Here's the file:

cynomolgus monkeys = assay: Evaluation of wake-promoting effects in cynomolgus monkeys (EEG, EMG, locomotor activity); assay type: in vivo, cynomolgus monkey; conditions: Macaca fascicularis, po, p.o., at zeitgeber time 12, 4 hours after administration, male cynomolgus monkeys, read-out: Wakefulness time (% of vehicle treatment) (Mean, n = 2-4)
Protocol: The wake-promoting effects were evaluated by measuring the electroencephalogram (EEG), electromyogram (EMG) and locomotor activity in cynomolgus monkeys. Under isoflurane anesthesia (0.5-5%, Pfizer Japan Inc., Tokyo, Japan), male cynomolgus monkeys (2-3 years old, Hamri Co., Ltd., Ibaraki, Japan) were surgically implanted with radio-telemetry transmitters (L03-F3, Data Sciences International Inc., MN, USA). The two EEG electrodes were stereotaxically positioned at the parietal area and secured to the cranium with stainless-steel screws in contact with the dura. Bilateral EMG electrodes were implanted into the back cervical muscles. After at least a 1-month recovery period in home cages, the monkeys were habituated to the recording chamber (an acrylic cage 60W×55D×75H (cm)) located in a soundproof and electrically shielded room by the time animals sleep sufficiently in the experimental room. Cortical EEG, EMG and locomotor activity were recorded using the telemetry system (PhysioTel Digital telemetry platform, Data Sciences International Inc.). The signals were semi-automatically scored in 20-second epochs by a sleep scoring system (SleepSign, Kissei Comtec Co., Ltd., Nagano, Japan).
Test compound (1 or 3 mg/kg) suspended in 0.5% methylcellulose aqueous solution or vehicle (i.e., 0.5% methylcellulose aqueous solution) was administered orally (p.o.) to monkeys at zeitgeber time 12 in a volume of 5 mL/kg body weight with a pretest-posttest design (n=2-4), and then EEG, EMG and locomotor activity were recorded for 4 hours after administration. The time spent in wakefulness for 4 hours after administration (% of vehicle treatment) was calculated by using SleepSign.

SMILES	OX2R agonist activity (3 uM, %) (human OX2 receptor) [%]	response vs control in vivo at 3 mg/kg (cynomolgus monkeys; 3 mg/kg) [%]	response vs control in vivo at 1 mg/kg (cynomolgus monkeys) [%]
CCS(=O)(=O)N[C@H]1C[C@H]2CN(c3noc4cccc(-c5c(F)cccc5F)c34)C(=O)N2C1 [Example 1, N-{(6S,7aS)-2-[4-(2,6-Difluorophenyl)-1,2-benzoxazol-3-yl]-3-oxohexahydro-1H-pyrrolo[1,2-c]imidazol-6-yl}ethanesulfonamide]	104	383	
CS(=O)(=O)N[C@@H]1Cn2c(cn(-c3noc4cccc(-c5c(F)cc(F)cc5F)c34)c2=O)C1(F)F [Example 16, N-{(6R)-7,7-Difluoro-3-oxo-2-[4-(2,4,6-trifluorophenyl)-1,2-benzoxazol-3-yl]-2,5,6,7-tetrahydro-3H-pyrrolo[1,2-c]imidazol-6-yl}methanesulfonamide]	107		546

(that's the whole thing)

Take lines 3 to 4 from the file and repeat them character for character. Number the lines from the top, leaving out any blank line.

Test compound (1 or 3 mg/kg) suspended in 0.5% methylcellulose aqueous solution or vehicle (i.e., 0.5% methylcellulose aqueous solution) was administered orally (p.o.) to monkeys at zeitgeber time 12 in a volume of 5 mL/kg body weight with a pretest-posttest design (n=2-4), and then EEG, EMG and locomotor activity were recorded for 4 hours after administration. The time spent in wakefulness for 4 hours after administration (% of vehicle treatment) was calculated by using SleepSign.

SMILES	OX2R agonist activity (3 uM, %) (human OX2 receptor) [%]	response vs control in vivo at 3 mg/kg (cynomolgus monkeys; 3 mg/kg) [%]	response vs control in vivo at 1 mg/kg (cynomolgus monkeys) [%]